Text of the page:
- Research article
- Open Access
- Open Peer Review
Configural frequency analysis as a method of determining patients' preferred decision-making roles in dialysis
BMC Medical Informatics and Decision Makingvolume 10, Article number: 47 (2010)
Numerous studies examined factors in promoting a patient preference for active participation in treatment decision making with only modest success. The purpose of this study was to identify types of patients wishing to participate in treatment decisions as well as those wishing to play a completely active or passive role based on a Germany-wide survey of dialysis patients; using a prediction typal analysis method that defines types as configurations of categories belonging to different attributes and takes particularly higher order interactions between variables into account.
After randomly splitting the original patient sample into two halves, an exploratory prediction configural frequency analysis (CFA) was performed on one-half of the sample (n = 1969) and the identified types were considered as hypotheses for an inferential prediction CFA for the second half (n = 1914). 144 possible prediction types were tested by using five predictor variables and control preferences as criterion. An α-adjustment (0.05) for multiple testing was performed by the Holm procedure.
21 possible prediction types were identified as hypotheses in the exploratory prediction CFA; four patient types were confirmed in the confirmatory prediction CFA: patients preferring a passive role show low information seeking preference, above average trust in their physician, perceive their physician's participatory decision-making (PDM)-style positive, have a lower educational level, and are 56-75 years old (Type 1; p < 0.001) or > 76 years old (Type 2; p < 0.001). Patients preferring an active role show high information seeking preference, a higher educational level, and are < 55 years old. They have either below average trust, perceive the PDM-style negative (Type 3; p < 0.001) or above average trust and perceive the PDM-style positive (Type 4; p < 0.001).
The method prediction configural frequency analysis was newly introduced to the research field of patient participation and could demonstrate how a particular control preference role is determined by an association of five variables.
Patients' preferences for involvement in treatment decisions
According to Charles and colleagues , there are three different models for describing patient-physician interaction. In the "paternalistic model", the physician makes treatment decisions to the best of his knowledge for the good of the patient without including the patient in the decision-making process. In the meantime, the patient passively acquiesces to the professional authority of the physician by agreeing to the physician's choice of treatment. In the "informed model", the physician is responsible for providing patients with relevant information on all treatment options as well as their benefits and risks, while the patients are then responsible for making the treatment decision. Unlike in the two previous models, in the "shared model", both the physician and the patient have an equal share in the decision-making process. As such, there is a two-way exchange of information between physician and patient and both agree on the final treatment decision .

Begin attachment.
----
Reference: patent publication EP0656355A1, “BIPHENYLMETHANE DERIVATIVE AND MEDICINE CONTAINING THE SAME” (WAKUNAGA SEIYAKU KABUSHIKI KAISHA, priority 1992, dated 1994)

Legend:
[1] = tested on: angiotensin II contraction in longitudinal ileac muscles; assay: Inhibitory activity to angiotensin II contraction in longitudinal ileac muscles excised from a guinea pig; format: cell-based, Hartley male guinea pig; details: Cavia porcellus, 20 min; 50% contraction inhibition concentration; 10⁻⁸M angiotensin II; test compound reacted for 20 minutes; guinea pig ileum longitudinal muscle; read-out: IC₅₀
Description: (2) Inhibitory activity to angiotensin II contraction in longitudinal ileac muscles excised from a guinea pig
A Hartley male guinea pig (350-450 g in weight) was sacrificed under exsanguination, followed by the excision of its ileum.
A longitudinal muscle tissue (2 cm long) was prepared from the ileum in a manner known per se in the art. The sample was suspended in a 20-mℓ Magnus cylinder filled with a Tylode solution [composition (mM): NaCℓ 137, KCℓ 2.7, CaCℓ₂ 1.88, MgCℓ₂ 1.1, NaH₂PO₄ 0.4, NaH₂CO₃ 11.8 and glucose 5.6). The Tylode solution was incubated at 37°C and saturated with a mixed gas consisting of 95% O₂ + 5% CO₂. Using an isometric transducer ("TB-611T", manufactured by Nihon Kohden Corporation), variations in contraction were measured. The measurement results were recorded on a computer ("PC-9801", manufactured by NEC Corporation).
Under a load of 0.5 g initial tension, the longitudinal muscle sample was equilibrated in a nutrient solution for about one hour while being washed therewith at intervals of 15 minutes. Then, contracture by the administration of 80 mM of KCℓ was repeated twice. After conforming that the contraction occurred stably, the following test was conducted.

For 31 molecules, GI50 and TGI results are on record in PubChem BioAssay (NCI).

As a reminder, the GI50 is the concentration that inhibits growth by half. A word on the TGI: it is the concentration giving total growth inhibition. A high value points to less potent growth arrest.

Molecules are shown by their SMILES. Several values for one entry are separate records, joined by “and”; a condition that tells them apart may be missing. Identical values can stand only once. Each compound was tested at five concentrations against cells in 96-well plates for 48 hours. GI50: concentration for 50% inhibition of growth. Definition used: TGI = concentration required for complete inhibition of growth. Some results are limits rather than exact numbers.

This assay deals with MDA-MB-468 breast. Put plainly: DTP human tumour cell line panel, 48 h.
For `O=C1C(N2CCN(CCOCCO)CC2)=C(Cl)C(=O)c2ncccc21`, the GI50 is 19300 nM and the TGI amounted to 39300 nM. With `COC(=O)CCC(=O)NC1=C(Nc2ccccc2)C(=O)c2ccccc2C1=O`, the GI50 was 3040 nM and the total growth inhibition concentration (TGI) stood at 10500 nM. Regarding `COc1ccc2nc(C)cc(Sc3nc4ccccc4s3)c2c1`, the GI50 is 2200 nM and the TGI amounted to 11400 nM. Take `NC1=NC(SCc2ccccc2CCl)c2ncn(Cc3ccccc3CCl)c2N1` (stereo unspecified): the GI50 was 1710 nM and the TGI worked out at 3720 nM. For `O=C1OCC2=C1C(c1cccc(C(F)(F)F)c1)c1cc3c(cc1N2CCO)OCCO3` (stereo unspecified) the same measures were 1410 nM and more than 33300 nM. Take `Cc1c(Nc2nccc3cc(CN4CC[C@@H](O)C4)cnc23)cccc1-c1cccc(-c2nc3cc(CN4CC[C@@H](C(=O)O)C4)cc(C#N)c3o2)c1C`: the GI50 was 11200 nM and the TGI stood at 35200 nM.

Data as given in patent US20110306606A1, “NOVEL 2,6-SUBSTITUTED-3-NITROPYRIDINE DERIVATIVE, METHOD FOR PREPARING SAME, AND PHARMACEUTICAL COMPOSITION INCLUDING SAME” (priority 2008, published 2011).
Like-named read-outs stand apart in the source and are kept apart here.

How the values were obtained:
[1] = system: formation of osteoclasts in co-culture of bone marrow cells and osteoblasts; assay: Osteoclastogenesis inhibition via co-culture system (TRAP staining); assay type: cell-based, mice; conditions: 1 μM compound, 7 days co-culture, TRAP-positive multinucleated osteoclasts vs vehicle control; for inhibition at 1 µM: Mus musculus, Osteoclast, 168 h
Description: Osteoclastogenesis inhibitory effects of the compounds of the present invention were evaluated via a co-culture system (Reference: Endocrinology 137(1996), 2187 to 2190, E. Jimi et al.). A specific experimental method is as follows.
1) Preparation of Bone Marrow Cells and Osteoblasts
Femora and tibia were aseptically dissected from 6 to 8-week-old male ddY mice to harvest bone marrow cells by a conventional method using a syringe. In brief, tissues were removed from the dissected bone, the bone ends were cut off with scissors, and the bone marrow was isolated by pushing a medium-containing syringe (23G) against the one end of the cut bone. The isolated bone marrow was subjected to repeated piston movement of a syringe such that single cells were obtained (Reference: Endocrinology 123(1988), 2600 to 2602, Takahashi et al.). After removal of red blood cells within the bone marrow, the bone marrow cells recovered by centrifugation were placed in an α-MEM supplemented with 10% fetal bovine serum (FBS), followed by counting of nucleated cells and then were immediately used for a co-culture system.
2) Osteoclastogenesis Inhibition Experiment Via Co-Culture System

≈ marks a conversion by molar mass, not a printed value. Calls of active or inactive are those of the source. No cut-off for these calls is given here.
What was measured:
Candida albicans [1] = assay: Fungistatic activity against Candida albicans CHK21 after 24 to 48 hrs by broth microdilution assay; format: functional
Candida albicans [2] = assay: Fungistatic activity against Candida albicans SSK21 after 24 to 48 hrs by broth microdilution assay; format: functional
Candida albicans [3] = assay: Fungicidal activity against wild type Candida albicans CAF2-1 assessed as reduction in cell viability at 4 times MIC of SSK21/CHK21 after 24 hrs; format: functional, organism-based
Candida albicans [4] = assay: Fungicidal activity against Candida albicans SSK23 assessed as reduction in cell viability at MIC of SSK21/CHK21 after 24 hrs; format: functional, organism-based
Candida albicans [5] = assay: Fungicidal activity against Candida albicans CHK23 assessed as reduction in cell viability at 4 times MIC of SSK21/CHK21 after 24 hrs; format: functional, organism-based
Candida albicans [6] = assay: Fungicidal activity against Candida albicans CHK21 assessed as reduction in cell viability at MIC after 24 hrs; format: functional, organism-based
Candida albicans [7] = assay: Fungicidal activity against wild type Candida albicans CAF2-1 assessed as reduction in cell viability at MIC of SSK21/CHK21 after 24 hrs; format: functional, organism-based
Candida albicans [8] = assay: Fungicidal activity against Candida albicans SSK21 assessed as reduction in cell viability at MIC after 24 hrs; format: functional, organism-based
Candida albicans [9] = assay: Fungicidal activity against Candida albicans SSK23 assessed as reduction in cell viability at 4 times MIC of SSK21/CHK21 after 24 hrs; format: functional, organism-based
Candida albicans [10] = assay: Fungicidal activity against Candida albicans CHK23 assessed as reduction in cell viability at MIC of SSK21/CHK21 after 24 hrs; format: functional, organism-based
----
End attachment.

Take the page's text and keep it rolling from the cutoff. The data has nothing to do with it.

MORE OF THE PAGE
The need to establish a physician-patient partnership when making treatment decisions is less compelling in the case of everyday problems with clear diagnosis and treatment paths than in the case of chronic, serious or life-threatening illnesses, for which there are several treatment options with different risks and benefits . Shared decision making (SDM) has already shown to lead to improved treatment outcomes for chronically ill patients . One-time treatment decisions made for the treatment of short, acute illnesses are often completely different from recurrent treatment decisions made for the therapy of chronic illnesses . Alongside the well-known factors of physician-patient communication and of patient contributions and efforts, recent studies on the involvement of patients in making medical decisions have identified a third key factor: the contributions and efforts of the physicians involved [4, 5]. The addition of the physicians' emphasis to the process of establishing a partnership is seen as a critical point in adapting SDM to chronic care decision making. During treatment of chronically ill patients, physicians and patients can engage in an ongoing information exchange followed by deliberation followed by more information exchange followed by further deliberation and so forth, while trust and partnership evolve alongside . Other researchers suggest that physicians vary widely in how much they facilitate patients' active participation in treatment decisions, what they have termed a "participatory decision-making style" .
Shared decision making has gained importance as an approach to physician-patient communication and patient participation in recent years. For this reason, several self-report and objective scales for assessing aspects of patient participation already exist . From a patient's perspective, the control preference construct measures "the degree of control an individual wants to assume when decisions are made about medical treatment" . In the process patients are presented five descriptions of different roles in treatment decision making, which they have to consider in expressing their preferences.